Nature vs Nurture.
I always misunderstood Nature vs Nurture. It's not a question of which impacts who your kids will become.
It's an all-out frigging war.
And nature has the upper-hand. I'm fighting nature with all the nurture I've got, and I hope you're rooting for me.
In case I haven't mentioned it yet in this post, I have five kids. And they're all SOOOOO different in so many ways.
Raising our first kid (our only kid for the first 2 years), we interpreted our experience as “normal.” As if any parent copying our choices would have similar experiences. Their kids would have similar reactions and behaviors.
All of the good things we experienced we took credit for. And the hard parts we tried to figure out what we could have done differently.
Then we had a second kid, and suddenly we had two data points. It was enough to let us know that we had been sorely mistaken. Yes some of the things we had done with our first child worked the same, but others were yielded completely different results.
Kid 3 gave us yet more evidence that there weren't just “2 ways to be.”
And lastly, when we ended up with twins, we were provided a natural experiment that shows how kids in the same environment can be oh so different.
With our first kid, we were spending a lot of time talking with him about “complex emotions.” “What you're feeling right now is happiness mixed with nervousness.” This is “exhaustion combined with disappointment” as the ice cream fell to the ground after bedtime.
We felt so proud of ourselves. Helping our kiddo gain the language to understand and explain complex emotions at such a young age.
Then we had kid number two. And we didn't do it at all.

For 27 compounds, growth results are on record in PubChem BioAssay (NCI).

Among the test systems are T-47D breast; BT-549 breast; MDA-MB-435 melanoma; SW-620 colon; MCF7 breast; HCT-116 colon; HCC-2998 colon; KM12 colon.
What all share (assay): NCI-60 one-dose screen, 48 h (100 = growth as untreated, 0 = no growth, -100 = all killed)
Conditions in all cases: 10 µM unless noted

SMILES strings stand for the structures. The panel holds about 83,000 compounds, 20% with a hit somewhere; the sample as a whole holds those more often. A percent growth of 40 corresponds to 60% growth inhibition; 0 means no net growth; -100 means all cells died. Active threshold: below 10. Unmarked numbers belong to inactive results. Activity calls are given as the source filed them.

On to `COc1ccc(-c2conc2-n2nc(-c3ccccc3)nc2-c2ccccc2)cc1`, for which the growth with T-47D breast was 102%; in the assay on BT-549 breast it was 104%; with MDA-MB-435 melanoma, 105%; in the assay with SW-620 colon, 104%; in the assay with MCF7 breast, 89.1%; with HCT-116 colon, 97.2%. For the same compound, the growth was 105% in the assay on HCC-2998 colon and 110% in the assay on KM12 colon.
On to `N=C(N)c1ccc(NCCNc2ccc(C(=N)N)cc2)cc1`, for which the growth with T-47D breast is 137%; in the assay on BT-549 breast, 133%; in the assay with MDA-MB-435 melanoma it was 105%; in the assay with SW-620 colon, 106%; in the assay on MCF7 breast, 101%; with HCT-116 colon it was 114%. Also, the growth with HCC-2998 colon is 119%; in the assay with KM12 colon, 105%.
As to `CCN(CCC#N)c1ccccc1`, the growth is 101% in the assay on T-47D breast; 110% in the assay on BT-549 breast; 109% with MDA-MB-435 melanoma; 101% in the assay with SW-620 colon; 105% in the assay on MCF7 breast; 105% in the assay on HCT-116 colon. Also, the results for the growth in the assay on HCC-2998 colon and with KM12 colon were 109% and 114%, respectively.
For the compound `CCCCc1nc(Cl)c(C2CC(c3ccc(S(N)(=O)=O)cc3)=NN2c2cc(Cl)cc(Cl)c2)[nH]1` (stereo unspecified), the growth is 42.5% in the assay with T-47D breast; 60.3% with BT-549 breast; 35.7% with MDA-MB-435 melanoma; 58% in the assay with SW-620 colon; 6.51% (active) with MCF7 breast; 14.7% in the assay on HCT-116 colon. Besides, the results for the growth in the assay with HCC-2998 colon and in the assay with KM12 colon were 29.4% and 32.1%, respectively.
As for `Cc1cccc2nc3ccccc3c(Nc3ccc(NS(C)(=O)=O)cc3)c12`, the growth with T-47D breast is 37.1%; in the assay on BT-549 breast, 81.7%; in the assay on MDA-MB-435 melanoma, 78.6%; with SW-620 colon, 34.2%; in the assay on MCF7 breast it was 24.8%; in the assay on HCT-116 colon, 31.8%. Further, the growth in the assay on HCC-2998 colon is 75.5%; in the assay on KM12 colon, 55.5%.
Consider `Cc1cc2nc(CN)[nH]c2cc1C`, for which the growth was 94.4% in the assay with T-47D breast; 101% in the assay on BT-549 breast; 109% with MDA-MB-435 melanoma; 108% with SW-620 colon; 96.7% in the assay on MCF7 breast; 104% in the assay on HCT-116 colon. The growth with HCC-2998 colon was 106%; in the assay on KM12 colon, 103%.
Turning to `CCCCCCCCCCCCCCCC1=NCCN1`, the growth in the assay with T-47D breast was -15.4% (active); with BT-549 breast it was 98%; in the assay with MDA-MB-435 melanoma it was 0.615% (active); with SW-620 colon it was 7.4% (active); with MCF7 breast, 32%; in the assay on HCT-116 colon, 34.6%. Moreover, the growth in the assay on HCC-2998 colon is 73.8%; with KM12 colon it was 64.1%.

Had we just become such amazing parents that we had done it subliminally? Perhaps!
Until many years later, when it became clear that our oldest has autism.
That was the reason for the differences. For the need to explain what emotions are, how they are expressed, and how they can mix and match.
Nature dealt the cards, we were just playing them as best we could.
Then there was kid number two. At age three or four we noticed a speech impediment. He was almost unintelligible to other people.
But we could understand him... Why? because we are such amazing parents! We had spent years with his older sibling, learning to listen, with sign language, patiently interpreting what he was trying to say until we were good at it!
And then we were faced with the conclusion that we had caused his speech impediment... by understanding him! If we hadn't understood him, he would have learned to enunciate better... and wouldn't have a speech impediment.
Until kid number 5.
When kid number 5 started speaking the same way kid number 2 had, we weren't going to succumb to the same mistake. Every word we were able to make out, we made her repeat correctly.
And it didn't help.
Turns out, it was actually nature.
So there's your answer. And here's the silver lining. It means, that as a parent, you can blame everything bad on nature. And take credit for all the good as your nurture.